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less from that very circumstance of not being divided into parts.
A room of a moderate size appears larger when properly furnished. But, when a very large room is furnished, I doubt whether it be not lessened in appearance.
A room of a moderate size looks less by having a ceiling lower than in proportion. The same low ceiling makes a very large room look larger than it is in reality.
These experiments are by far too small a stock for a general theory: but they are all that occur at present ; and, instead of a regular system, I have nothing for the reader's instruction but a few conjectures.
The largest angle of vision seems to be the natural measure of space : the eye is the only judge; and in examining with it the size of any plain, or the length of any line, the most accurate method that can be taken is, to run over the object in parts: the largest part that can be seen with one steadfast look, determines the largest angle of vision; and, when that angle is given, one may institute a calculation, by trying with the eye how many of these parts are in the whole.
Whether this angle be the same in all men, I know not: the smallest angle of vision is ascertained; and to ascertain the largest would not be less curious.
But supposing it known, it would be a very imperfect measure ; perhaps more so than the natural measure of time: for it requires great steadiness of eye to measure a line with any accuracy, by applying it to the largest angle of distinct vision. And supposing that steadiness to be acquired by practice, the measure will be imperfect from other circumstances. The space comprehended under this angle will be different according to the distance, and also according to the situation of the object : of a perpendicular this angle will comprehend the smallest space ; the space will be larger in looking upon an inclined plain; Vol. I.
and will be larger or less, in proportion to the degree of inclination.
This measure of space, like the measure of time, is liable to several errors, from certain operations of the mind, which will account for some of the erroneous judgments above mentioned. The space marked out for a dwellinghouse, where the eye is at any reasonable distance, is seldom greater than can be seen at once, without moving the head : divide that space into two or three equal parts, and none of these parts will appear much less than what can be comprehended at one distinct look; consequently each of them will appear equal, or nearly equal, to what the whole did before the division. If, on the other hand, the whole be very small, so as scarce to fill the eye at one look, its division into parts will, I conjecture, make it appear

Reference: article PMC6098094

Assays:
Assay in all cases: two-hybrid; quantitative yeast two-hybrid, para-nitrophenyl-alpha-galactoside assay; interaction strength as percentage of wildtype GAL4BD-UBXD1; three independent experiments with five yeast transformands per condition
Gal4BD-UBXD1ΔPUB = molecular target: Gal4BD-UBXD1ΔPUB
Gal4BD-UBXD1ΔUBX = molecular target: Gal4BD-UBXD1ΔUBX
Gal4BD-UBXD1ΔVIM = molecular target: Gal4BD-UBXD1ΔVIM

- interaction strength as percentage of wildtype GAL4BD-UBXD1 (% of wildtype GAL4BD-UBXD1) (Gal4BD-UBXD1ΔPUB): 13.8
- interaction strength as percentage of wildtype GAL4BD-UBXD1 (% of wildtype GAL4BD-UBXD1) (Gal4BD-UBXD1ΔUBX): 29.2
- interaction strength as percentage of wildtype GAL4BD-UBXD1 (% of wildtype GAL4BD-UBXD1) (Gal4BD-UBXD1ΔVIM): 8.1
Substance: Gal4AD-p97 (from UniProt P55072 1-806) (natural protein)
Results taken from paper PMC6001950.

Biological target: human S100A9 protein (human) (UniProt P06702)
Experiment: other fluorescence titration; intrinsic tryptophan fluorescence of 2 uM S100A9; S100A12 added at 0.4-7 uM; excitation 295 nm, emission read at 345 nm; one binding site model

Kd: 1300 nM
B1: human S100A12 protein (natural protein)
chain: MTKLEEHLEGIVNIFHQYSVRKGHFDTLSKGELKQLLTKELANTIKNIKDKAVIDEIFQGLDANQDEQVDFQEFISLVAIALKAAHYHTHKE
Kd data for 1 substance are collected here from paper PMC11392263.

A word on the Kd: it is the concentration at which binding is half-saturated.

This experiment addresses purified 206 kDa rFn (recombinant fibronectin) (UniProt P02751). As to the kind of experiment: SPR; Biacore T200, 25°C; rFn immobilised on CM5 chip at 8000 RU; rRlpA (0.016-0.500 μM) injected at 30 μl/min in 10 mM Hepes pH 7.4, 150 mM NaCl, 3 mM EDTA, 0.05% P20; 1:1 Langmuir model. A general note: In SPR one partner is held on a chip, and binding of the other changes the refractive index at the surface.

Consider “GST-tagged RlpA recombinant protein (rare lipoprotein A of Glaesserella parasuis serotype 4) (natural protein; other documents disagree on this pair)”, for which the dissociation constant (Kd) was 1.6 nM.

still less : the minuteness of the parts is, by an easy transition of ideas, transferred to the whole : and we pass the same judgment on the latter that we do on the former.
The space marked out for a small garden is surveyed almost at one view; and requires a motion of the eye so slight, as to pass for an object that can be comprehended under the largest angle of distinct vision; if not divided into too many parts, we are apt to form the same judgment of each part, and consequently to magnify the garden in proportion to the number of its parts.
A very large plain without protuberances is an object no less rare than beautiful ; and in those who see it for the first time, it must 'produce an emotion of wonder. That emotion, however slight, imposes on the mind, and makes it judge that the plain is larger than it is in reality. Divide the plain into parts, and our wonder ceases; it is no longer considered as one great plain, but as so many different fields or enclosures.
The first time one beholds the sea, it appears to be large beyond all bounds. When it becomes familiar, and ceases to raise our wonder, it appears less than it is in
reality. In a storm it appears large, being distinguishable by the rolling waves into a number of great parts. Islands scattered at considerable distances, add in appearance to its size: each intercepted part looks extremely large, and we insensibly apply arithmetic to increase the appearance of the whole. Many islands scattered at hand, give a diminutive appearance to the sea, by its connexion with its diminutive parts: the Lomond lake would undoubtedly look larger without its islands.
Furniture increaseth in appearance the size of a small room, for the same reason that divisions increase in
appearance the size of a garden. The emotion of wonder which is raised by a very large room without furniture, makes it look larger than it is in reality : if completely furnished, we view it in parts, and our wonder is not raised.